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In 1964, atomic war wipes out humanity in the northern hemisphere; one American submarine finds temporary safe haven in Australia, where life-as-usual covers growing despair. In denial about the loss of his wife and children in the holocaust, American Captain Towers meets careworn but gorgeous Moira Davidson, who begins to fall for him. The sub returns after reconnaissance a month (or less) before the end; will Towers and Moira find comfort with each other? Written by
Rod Crawford <firstname.lastname@example.org>
When the submarine is in San Diego it is broad daylight. Someone says that the time in Melbourne is 15:00. (3 PM). Since San Diego time is either five or seven hours later (depending on the time of year and allowing for daylight saving), it should already be dark in San Diego. See more »
Perfectly paced and well acted, it keeps melodrama minimised
In an era (1959) and on a topic (nuclear war) that usually demands melodrama, "On the Beach" resists. In fact, the all-star principal cast and director Stanley Kramer seem to treat the topic as a stage play, focussing on the individual. And that is how such a story should be treated. Life on the northern hemisphere has been destroyed a defence mistake by one of the (then) two superpowers. Gregory Peck's nuclear-powered submarine was submerged at the time (they stayed under water for a hell of a long time in those days). The sub heads for Melbourne, Australia, which is one of the only places in the world not yet affected by radiation. But the radiation will come, and this is where the truth of the piece comes out.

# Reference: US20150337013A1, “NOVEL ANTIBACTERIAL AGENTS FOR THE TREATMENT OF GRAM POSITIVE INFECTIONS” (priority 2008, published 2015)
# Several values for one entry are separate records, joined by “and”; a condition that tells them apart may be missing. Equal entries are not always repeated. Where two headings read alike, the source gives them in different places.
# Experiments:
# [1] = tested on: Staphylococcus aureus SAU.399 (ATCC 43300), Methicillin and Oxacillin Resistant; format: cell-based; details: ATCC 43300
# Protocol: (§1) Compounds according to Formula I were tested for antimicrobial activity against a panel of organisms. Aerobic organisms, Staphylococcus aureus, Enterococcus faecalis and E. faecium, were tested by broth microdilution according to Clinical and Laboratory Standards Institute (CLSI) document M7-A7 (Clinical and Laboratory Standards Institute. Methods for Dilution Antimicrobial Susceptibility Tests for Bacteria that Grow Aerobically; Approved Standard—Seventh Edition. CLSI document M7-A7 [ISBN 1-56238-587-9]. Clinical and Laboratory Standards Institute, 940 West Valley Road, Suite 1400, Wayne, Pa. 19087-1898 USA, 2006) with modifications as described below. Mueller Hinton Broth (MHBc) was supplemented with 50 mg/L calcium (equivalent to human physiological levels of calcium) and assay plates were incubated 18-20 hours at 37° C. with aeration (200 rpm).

The inhabitants of 'the end of the world' go through what you would expect: denial, anger, clinging to the thinnest hope, and finally, resignation. As I said at the start, this is clearly a story about the individual. Kramer knows this, and the cast of Ava Gardner, Tony Perkins, John Meillon and Fred Astaire play it with a reality that is all too rare. Even recent films like Final Impact fail to deliver on this count. The real joy of the film is the pacing, which gives the cast the chance to play it like it should be played. Astaire proves he is an actor, and only once slips into his raised eyebrow 'top hat and tails' mode. It is a well thought out movie without the Hollywood ending, but such is the art of Kramer that the ending is a good resolution, not just a funeral. The camera work is exceptional throughout, starting with the continuous shots in Peck's submarine. I don't know about the Waltzing Matilda music at the start, however. But it does work later in the piece, and makes it worthy of the Academy Award nomination it received.
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